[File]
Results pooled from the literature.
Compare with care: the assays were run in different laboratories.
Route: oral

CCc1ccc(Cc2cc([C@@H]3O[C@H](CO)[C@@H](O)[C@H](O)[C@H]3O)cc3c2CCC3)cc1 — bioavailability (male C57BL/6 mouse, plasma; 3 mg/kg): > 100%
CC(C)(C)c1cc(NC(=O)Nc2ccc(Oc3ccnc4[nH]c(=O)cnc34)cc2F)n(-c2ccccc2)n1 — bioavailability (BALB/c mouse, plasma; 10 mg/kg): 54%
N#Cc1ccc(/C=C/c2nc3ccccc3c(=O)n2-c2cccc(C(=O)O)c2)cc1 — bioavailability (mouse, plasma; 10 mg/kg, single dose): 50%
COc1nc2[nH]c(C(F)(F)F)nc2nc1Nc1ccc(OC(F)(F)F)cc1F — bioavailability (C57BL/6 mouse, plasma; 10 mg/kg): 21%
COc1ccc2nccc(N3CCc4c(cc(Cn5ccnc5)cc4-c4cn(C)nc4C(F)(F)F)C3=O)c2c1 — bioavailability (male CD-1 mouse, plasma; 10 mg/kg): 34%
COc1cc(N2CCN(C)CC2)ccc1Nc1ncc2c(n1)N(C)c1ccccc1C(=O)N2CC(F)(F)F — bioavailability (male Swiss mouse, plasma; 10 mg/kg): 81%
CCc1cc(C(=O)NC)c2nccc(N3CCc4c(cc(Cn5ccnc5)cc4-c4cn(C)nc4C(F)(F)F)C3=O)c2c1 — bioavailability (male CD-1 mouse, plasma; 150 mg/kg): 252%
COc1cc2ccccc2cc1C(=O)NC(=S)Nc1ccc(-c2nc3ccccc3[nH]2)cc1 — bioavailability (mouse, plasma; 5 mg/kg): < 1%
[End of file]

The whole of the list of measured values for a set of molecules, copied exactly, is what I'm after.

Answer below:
Results pooled from the literature.
Compare with care: the assays were run in different laboratories.
Route: oral

CCc1ccc(Cc2cc([C@@H]3O[C@H](CO)[C@@H](O)[C@H](O)[C@H]3O)cc3c2CCC3)cc1 — bioavailability (male C57BL/6 mouse, plasma; 3 mg/kg): > 100%
CC(C)(C)c1cc(NC(=O)Nc2ccc(Oc3ccnc4[nH]c(=O)cnc34)cc2F)n(-c2ccccc2)n1 — bioavailability (BALB/c mouse, plasma; 10 mg/kg): 54%
N#Cc1ccc(/C=C/c2nc3ccccc3c(=O)n2-c2cccc(C(=O)O)c2)cc1 — bioavailability (mouse, plasma; 10 mg/kg, single dose): 50%
COc1nc2[nH]c(C(F)(F)F)nc2nc1Nc1ccc(OC(F)(F)F)cc1F — bioavailability (C57BL/6 mouse, plasma; 10 mg/kg): 21%
COc1ccc2nccc(N3CCc4c(cc(Cn5ccnc5)cc4-c4cn(C)nc4C(F)(F)F)C3=O)c2c1 — bioavailability (male CD-1 mouse, plasma; 10 mg/kg): 34%
COc1cc(N2CCN(C)CC2)ccc1Nc1ncc2c(n1)N(C)c1ccccc1C(=O)N2CC(F)(F)F — bioavailability (male Swiss mouse, plasma; 10 mg/kg): 81%
CCc1cc(C(=O)NC)c2nccc(N3CCc4c(cc(Cn5ccnc5)cc4-c4cn(C)nc4C(F)(F)F)C3=O)c2c1 — bioavailability (male CD-1 mouse, plasma; 150 mg/kg): 252%
COc1cc2ccccc2cc1C(=O)NC(=S)Nc1ccc(-c2nc3ccccc3[nH]2)cc1 — bioavailability (mouse, plasma; 5 mg/kg): < 1%